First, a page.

Search here...
Arts & Crafts Cleaning DIY

Removing Mold From Bath, Grout & Caulking

Over time, mold and mildew build up on bathroom caulk, which can be a pain to remove. It’s not only a health hazard, it’s irritating.

There are different steps you can take to remove the mold. You can use the steps below to remove it overnight or you can start fresh and actually remove the old caulking and apply new. Those steps are further down the page.

Remove the mold but leave the caulking:

Often, you may notice that mold collects at the edge of the tub, like this:

It may because the caulking isn’t the right kind or water is left there for too long. Either way, you can remove the mold with these steps:

You will need:

Paper Towels (or cotton coil – shown below, if you have it)
1 pair of Disposable Gloves


1. Get a disposable aluminum pan or use something to pour the bleach in *avoid using plastics*. The goal here is to pour in the bleach so you can dip the paper towels in it.

2. Tear apart the paper towels and roll each one into what can only be described as a fruit roll-up (or cotton coil, shown on the right). This is so they sit on the mold easily. If you have cotton coil fine, I think paper towels work just as good.

3. Dip the paper towels in the bleach and lay them directly on the mold, pushing them into the crevices.

4. Let the paper towels sit on the mold overnight. Done!

You now have a clean, sparkly tub.

If the caulking is too far gone and it needs to be replaced, removing and replacing moldy or mildewed caulk is relatively simple. Keep in mind, though, that different types of caulk may be more or less appropriate for your project depending on your preferences for ease of application and removal, the substrate and the mold levels.

Start fresh! Remove the mold and the caulking:

There are different types of caulking, so let’s take a look.

Acrylic caulk is the best caulk for repelling mold and dirt. Acrylic caulk can be either water-based or siliconized, which allows you to choose the best application, substrate and durability preferences. All acrylic caulks have good adhesion, flexibility and lifespan, and are designed to not only repel mold but also to remain bright white over time. All-acrylic water-based caulks are especially versatile since they can be painted with many different types of paint. Keep in mind that acrylic caulks tends to be more expensive than other types of caulks.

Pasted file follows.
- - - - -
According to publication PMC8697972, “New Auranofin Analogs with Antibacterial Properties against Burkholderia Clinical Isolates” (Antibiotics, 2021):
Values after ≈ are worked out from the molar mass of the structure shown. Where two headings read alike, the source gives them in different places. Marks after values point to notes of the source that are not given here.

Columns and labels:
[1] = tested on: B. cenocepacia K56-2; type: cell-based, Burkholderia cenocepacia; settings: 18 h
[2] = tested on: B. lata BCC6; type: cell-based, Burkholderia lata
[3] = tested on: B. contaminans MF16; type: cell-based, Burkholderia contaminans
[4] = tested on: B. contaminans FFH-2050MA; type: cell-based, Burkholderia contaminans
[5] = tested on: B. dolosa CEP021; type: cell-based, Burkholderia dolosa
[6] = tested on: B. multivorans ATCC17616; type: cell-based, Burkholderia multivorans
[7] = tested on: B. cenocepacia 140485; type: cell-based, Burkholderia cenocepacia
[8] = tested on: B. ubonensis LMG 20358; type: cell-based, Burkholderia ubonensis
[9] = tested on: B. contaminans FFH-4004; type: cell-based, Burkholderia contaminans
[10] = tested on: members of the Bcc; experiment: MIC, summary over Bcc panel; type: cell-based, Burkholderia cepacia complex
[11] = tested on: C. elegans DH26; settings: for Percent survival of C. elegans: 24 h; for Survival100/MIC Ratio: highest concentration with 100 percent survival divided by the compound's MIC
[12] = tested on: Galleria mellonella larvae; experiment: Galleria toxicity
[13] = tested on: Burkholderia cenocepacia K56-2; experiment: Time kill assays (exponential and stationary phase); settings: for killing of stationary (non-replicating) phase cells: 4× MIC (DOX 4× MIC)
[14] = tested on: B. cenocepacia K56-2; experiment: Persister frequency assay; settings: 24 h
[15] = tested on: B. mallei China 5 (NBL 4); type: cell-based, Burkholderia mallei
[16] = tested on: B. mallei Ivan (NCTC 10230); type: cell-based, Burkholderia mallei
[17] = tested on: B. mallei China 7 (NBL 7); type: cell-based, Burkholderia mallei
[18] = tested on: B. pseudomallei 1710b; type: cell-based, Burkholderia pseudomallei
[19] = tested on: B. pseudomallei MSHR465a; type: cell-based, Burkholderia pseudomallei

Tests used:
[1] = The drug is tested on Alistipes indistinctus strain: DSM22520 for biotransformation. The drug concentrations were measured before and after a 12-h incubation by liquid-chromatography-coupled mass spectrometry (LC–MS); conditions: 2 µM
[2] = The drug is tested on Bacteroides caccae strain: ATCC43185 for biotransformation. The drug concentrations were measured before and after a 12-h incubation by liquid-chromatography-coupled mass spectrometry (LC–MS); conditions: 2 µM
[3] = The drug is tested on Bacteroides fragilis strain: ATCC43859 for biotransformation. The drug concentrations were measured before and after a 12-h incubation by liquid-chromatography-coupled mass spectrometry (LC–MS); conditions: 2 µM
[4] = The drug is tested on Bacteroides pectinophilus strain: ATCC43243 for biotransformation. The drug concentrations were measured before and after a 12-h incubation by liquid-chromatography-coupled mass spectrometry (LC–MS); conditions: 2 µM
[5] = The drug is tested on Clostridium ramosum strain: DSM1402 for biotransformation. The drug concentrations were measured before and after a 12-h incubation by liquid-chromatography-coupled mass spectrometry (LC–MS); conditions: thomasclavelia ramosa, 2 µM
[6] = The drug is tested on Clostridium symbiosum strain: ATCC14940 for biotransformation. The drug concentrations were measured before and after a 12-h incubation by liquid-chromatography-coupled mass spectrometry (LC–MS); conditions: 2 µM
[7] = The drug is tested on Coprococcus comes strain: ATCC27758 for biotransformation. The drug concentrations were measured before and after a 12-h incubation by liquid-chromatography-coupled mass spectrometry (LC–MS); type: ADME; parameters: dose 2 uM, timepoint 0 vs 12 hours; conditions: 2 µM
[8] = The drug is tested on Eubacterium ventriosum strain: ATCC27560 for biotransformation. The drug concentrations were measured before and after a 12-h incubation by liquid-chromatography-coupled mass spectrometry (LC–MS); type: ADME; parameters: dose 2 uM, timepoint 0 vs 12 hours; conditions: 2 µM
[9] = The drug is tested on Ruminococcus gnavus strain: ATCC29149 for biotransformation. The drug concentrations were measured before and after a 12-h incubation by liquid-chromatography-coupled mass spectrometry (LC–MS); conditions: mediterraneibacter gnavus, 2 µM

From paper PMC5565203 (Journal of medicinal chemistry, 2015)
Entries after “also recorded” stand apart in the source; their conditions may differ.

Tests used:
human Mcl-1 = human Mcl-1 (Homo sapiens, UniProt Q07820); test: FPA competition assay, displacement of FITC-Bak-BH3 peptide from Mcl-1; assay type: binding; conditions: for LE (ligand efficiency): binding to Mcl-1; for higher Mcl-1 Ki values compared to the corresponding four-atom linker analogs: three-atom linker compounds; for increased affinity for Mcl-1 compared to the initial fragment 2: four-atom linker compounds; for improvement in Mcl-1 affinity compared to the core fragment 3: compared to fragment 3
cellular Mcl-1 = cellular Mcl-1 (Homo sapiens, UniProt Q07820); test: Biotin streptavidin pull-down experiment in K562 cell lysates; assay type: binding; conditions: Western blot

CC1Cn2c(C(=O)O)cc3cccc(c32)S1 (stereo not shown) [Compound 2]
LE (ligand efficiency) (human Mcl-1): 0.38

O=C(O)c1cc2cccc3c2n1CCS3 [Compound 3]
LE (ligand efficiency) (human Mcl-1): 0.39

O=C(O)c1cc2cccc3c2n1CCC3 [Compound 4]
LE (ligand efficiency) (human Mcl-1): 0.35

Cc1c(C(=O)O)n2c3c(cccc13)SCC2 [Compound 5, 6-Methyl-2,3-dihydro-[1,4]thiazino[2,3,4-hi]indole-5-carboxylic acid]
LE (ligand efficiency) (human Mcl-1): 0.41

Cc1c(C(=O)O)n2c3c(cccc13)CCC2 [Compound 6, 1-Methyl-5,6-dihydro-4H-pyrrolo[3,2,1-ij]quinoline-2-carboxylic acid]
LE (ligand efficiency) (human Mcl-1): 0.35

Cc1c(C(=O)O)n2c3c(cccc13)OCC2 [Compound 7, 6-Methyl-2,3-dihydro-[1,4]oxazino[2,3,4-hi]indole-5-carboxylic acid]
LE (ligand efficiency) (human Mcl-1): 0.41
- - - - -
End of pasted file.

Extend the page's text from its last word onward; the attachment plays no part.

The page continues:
We use Silicone-Based acrylic caulking and it works great.

Generally speaking, silicone-based caulks are the best caulks to use in mold-friendly environments like bathrooms. Since silicone is inorganic, it is extremely mold, mildew and water resistant. Additionally, silicone-based caulk is idea for substrates commonly found in bathrooms such as ceramic tile, porcelain and glass.

Follow this article for tips on removing the caulking.

Removing mold from grout

Removing mold from grout is a little easier. All you need is an old tooth brush and bleach. If you want to try lemon juice and baking soda first before resorting to bleach, it might just work for you but sometimes, if the mold has been sitting there for a long time, bleach might be the only trick.

Just make sure to open a window and turn on a fan when cleaning. You won’t need to do this often but when you do, tackle it with all you got to get the job done quickly.

Modern Day Moms

Modern Day Moms is an award-winning publication centered around motherhood that is real and unfiltered. Basically, we don't sugarcoat anything and aren't afraid to tell you the truth. Let's be best friends, we will make you feel more normal.




  • Presvytera Magda

    I am so grateful for this tutorial! I had been told years ago that this kind of mold was impossible to remove from caulk. Eight hours after I put bleach-soaked rags on, I have beautiful caulk!

    • Modern Day Moms

      So happy to hear!

  • Suney Hill

    Thanks for your advice. This smiple solution saved us from having to spend a small fortune calling someone to do it. We just removed the old nasty stuff, soaked it with bleach then re-caulk the tub. Bam! Done.

  • Sharmin

    I want to personally thank you for this trick. I did not think it would work, but today I woke up to a surprise. I wish I had taken before and after pics, but I honestly thought that it would not work. I will be sharing this with everybody.

  • Joel

    Generally speaking, bleach (oxidizer) is safe for most plastics. Metals like aluminum, however, react with bleach, dramatically in some cases. A disposable aluminum pan shouldn’t be cause for concern, however.

    Nice post, though!

Leave a Comment

Your email address will not be published. Required fields are marked *